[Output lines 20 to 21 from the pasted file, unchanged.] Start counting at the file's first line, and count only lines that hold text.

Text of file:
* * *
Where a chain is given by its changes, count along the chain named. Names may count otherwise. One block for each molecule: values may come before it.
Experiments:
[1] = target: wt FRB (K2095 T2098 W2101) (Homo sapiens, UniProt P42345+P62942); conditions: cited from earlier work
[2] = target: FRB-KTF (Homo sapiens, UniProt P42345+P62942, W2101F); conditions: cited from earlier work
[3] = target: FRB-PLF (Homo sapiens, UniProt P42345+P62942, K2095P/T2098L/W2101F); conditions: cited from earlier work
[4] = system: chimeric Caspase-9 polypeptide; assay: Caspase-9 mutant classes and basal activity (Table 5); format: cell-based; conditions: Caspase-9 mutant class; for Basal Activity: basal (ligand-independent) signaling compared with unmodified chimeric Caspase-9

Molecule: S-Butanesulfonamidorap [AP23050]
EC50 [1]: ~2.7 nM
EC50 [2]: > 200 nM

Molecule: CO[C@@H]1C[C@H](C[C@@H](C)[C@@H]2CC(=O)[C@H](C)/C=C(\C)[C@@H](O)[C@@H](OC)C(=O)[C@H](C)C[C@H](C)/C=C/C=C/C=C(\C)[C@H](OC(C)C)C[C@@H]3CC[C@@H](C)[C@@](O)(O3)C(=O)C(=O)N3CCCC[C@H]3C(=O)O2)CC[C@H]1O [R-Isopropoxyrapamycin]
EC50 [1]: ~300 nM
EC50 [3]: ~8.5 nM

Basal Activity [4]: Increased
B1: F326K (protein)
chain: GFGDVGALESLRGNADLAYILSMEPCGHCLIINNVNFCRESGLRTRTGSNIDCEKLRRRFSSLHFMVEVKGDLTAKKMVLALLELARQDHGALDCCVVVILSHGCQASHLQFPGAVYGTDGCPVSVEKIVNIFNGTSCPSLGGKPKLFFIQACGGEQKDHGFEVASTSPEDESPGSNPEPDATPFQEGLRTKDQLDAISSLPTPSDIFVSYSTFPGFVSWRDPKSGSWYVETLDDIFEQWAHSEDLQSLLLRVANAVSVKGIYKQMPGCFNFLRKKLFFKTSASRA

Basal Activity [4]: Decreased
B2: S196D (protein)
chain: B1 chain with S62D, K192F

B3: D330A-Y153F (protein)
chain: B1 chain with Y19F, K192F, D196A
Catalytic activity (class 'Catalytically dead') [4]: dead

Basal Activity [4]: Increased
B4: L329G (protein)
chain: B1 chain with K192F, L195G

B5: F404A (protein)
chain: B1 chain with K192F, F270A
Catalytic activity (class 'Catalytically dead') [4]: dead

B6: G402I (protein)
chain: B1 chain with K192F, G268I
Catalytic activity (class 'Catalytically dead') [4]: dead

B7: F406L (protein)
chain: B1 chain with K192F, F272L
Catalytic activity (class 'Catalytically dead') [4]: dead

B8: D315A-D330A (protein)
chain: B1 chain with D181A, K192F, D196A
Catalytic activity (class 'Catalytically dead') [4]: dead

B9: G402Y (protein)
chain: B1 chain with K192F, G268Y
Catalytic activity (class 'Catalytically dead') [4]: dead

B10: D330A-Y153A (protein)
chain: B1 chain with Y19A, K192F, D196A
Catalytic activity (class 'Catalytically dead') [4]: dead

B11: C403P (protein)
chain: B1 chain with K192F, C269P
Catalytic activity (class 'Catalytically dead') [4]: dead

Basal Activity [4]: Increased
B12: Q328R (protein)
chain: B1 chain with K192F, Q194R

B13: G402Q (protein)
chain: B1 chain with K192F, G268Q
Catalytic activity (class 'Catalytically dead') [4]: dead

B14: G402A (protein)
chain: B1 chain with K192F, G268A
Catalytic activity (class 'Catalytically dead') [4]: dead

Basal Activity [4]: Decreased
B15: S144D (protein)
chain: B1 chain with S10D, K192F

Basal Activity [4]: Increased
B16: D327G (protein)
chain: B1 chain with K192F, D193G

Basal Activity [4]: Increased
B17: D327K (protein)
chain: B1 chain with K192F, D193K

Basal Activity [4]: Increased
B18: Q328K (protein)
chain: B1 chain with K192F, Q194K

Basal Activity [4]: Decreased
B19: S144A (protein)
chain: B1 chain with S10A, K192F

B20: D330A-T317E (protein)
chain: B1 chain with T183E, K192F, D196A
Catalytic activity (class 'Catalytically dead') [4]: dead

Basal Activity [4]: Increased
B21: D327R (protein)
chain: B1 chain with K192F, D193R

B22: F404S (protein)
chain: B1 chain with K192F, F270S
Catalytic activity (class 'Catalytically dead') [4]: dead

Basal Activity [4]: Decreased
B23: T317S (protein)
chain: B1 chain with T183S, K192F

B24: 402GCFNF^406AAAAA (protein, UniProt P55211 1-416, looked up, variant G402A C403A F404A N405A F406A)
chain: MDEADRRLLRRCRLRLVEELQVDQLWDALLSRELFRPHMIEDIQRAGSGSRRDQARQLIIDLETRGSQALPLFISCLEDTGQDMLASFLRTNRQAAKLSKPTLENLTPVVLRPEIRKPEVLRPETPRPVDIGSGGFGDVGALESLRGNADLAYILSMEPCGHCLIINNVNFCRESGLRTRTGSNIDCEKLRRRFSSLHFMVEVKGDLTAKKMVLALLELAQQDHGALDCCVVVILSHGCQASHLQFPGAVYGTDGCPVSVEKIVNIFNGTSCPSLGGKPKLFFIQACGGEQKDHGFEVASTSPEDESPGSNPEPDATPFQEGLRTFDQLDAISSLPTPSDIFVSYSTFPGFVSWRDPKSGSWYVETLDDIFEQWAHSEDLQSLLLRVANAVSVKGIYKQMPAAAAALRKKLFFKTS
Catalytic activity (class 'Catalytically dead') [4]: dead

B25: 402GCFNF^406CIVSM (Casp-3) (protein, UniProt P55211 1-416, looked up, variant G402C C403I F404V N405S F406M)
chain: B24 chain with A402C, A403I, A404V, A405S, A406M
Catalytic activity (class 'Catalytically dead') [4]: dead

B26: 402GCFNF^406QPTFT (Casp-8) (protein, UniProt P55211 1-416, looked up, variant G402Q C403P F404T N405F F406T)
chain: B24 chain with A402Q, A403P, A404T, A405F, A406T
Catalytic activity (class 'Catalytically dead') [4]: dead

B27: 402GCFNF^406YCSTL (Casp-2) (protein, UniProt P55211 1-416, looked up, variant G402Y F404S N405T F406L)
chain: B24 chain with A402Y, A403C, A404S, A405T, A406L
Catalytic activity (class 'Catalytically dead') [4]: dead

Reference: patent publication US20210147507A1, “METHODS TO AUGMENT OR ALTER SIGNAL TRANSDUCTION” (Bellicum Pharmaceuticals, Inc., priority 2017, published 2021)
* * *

chain: B1 chain with Y19F, K192F, D196A
Catalytic activity (class 'Catalytically dead') [4]: dead